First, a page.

Morita wore a singlet over a long sleeve shirt during the race which had the word “HILO” on the back and he wrote “Aaron from Hawaii” on the front.  “Many people yelled my name and said aloha which was fun for me,” Morita said.

   “It was a great race and afterwards I got a finisher’s medal which made it even more special,” he said.  On Tuesday Morita flies out to Philadelphia where he will be taking another CME course on Wednesday before heading back to Hilo.

   The overall winners at Boston were Deriba Merga of Ethiopia for the men in 2:08:42 and Salina Kosgei of Kenya for the women in 2:32:16.  American Ryan Hall finished third overall in 2:09:40 while Kara Goucher of the US also claimed third for the women in 2:32:25.

Big Island Runners Completing the Boston Marathon





Broderick, Stacia



Kamuela    3:51:54


Fuentes, Carlos



Waikoloa   3:25:05


Fuke, Cindy



Hilo           3:48:37


Hrynevych, Michael



Kamuela    3:13:32

Morita, Aaron H.



Hilo      5:13:42


Nakamura, Harvey T.



Hilo      4:20:59


Neilsen, Eric





Pavao, Steven G.



M     Hilo 3:43:14



Perry, Lyman



Volcano 2:59:01


Ryan, Alan





Schlegelmilch, Barret



Hilo 3:34:02



April 21, 2009 Posted by | Events, Health and Fitness, Marathon Running | , , , , , , , , , , , | Leave a comment

Kea’au Middle Teacher Brad Silva living healthy



Dallas Cowboy fan, Brad Silva

Dallas Cowboy fan, Brad Silva


We all know the benefits of keeping a healthy weight.  The number one health care crisis in America today is obesity, as millions of Americans struggle with their weight.

     For some kids being over weight could mean that you don’t get to play Pop Warner football.  Being 175 pounds and in the sixth grade can have an impact on a young person trying to fit in to today’s society.

    Such was the case of Keaau Middle School, special education teacher, Brad Silva.  “I am a huge Dallas Cowboys fan and I’ve loved football since I was a kid, but could never play because I couldn’t make the weight for Pop Warner,” Silva said.

    Silva had struggled with weight problems for all of his young life and topped the scales at 300 pounds as a young adult. 

    Growing up on Kauai, Silva first got interested in sports at the age of five when he played T-ball.  “I’ve always loved sports and tried playing baseball, basketball and soccer as a kid, but I zoned out basketball and soccer and just focused on baseball after elementary school,” he said.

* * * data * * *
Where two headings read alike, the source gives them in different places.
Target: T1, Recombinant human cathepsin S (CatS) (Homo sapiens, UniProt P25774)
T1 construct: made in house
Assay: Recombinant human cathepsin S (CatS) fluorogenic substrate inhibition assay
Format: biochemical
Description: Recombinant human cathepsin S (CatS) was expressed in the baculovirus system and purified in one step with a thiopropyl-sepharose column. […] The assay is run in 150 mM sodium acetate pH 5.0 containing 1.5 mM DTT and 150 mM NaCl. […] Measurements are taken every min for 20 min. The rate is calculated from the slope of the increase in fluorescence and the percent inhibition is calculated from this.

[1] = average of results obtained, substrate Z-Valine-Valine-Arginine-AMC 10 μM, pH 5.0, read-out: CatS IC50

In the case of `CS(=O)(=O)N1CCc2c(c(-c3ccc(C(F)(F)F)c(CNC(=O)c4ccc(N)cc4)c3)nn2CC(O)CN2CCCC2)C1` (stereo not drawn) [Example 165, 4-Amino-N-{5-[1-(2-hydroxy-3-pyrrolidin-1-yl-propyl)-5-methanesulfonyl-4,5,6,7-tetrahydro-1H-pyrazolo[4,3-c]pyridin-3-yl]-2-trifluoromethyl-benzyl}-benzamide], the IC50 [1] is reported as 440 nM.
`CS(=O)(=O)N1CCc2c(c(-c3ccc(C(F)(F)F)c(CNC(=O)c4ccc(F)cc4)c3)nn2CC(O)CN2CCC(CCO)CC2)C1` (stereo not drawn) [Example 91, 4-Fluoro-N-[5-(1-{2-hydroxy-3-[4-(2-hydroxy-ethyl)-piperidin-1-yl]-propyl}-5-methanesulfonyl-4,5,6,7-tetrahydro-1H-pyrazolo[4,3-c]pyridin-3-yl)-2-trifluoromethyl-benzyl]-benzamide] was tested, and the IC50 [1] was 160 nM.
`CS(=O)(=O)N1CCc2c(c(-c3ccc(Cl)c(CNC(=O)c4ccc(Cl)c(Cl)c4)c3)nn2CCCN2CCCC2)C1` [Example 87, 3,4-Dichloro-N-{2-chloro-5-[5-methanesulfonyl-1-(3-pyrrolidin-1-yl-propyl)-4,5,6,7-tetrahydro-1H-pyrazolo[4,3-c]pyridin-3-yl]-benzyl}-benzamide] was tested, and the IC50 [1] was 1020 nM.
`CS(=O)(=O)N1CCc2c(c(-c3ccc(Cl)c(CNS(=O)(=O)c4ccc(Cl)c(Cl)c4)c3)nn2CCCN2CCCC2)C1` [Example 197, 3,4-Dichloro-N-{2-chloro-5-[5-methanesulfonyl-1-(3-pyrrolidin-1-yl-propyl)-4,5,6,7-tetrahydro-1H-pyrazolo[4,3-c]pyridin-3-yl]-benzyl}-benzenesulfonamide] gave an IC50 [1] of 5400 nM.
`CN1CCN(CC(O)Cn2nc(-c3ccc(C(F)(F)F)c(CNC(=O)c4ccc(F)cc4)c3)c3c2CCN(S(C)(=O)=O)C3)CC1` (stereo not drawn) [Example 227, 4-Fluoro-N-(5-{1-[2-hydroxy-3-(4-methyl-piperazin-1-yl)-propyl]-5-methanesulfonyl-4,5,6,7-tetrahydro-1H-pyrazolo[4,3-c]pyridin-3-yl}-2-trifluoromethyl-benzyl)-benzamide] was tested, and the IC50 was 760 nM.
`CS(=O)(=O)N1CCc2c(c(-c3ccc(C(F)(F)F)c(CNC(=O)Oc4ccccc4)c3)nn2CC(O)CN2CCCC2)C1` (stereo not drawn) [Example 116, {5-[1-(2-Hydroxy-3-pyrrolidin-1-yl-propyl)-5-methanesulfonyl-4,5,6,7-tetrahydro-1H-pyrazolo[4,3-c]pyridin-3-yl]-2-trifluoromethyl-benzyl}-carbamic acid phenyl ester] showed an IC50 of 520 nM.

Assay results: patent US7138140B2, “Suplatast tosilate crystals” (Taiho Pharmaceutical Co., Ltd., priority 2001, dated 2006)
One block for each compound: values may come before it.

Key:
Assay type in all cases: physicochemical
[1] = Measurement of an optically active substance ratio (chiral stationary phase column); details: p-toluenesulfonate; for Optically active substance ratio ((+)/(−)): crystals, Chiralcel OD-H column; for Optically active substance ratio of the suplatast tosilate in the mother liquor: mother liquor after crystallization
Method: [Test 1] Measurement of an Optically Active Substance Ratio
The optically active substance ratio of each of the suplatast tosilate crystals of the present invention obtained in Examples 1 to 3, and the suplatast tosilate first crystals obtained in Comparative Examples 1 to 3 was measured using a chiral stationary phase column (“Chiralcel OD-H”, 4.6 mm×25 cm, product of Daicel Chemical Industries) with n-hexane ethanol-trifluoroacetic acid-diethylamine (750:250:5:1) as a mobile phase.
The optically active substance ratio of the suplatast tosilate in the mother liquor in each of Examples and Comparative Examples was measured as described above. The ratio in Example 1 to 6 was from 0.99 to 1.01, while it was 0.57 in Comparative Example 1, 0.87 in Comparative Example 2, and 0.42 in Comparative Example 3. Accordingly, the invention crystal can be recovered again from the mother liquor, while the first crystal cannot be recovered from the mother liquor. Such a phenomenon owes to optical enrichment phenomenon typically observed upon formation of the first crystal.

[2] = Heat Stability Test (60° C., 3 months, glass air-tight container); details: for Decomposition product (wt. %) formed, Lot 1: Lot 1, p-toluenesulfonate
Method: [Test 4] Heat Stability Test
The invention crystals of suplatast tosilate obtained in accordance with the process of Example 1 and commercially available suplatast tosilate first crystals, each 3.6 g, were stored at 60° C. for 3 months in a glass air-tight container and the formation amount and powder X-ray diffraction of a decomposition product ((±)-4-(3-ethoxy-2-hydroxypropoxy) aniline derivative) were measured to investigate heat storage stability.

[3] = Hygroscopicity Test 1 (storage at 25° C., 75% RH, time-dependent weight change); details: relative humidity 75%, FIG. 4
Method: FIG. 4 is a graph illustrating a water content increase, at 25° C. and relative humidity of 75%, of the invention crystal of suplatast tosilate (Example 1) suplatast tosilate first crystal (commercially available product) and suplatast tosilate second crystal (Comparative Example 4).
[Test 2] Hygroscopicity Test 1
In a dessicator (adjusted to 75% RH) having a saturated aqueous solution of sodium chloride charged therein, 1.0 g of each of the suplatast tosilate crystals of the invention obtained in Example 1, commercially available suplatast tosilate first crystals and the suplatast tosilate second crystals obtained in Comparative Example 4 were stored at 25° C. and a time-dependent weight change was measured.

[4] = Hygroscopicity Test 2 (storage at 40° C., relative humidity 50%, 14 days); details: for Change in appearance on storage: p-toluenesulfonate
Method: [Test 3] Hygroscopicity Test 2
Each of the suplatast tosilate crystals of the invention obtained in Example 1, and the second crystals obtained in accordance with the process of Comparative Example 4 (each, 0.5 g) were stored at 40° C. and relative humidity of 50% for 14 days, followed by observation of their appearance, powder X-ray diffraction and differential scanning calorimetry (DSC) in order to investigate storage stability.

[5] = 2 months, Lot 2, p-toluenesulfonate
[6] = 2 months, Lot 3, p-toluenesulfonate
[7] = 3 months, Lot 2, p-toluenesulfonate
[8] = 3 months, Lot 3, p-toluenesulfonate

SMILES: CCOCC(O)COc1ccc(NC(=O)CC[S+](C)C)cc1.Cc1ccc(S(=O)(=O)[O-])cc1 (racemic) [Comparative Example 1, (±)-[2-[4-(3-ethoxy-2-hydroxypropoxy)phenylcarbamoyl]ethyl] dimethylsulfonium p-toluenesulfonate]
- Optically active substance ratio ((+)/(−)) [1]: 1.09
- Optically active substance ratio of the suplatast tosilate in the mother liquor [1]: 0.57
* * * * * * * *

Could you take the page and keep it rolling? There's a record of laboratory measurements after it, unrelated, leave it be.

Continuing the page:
Silva played baseball throughout high school, but was too fearful of trying out for the team at the collegiate level.  “I was too embarrassed about being overweight and was afraid of being shut down at the college level,” he said.

   It wasn’t until Silva had to buy his own clothes that he decided to do something about his weight.  “When I went to Wal-Mart to buy my own closes I knew it was time to do something,” he said.  “Wal-Mart was the only store that I could find triple extra large shirts and size 46 waist shorts.”

    Silva developed what he considers an “obsessive-compulsive exercise” routine and a strict diet and lost 115 pounds within one year.

    “The weight came off because of my regular running and stretching routine during that initial year,” he said

    “Today I’m into a regular routine of running my dog, walking, doing rubber band and exercise ball stretching, weight lifting, and stand up paddling boarding,” Silva said.  “I try to get in a good workout at least five times a week, but will do at least one of the exercises everyday.”

    What’s remarkable is that Silva started his “obsessive-compulsive exercise” routine ten years ago and has managed to keep the excessive weight off.

    “I love to exercise as I like the mental and physical challenges that it gives me.  It tests my determination and commitment,” he said.

   “I like to sweat as it makes me feel like I am accomplishing something. It makes me feel good about myself and gets me energized for the day ahead.”

    Silva is in his sixth year of teaching in the Special Education field where he teaches sixth through eighth graders in a fully, self-contained setting.

    “I love working with the kids and teaching them new things, whether it be about academics or life, I just hate the paperwork,” he said with a grin.

    To add balance to his exercise program Silva also employs a high protein diet with low carbohydrates.  “If I do eat carbs they are whole wheat or whole grain,” he said.  “I love protein so it is not hard for me to do that part, but I also love chips and Jack in the Box is a weakness for which I have to find healthy alternatives for.”

    Silva knows what he should or should not do and tries to do everything in moderation.  “I should be eating more fruits and vegetables, but I have a hard time doing that.  I drink a lot of water which satisfies my hunger and it will stop me from over eating,” he said.

        “My goal is to continue to make exercise a part of my life, keep my weight in a somewhat healthy number, and don’t get hurt doing it.”

       So here we have it folks, a young man at age 32 trying to make a difference in the world by giving knowledge to our “special” students and serving as a role model within our community for health and fitness.

     “I hope to be a great role model to my students and I try to achieve that by just being honest and showing some compassion.  I gain their trust while showing and teaching them respect,” Silva said.


April 20, 2009 Posted by | Health and Fitness, Profiles | , , | 1 Comment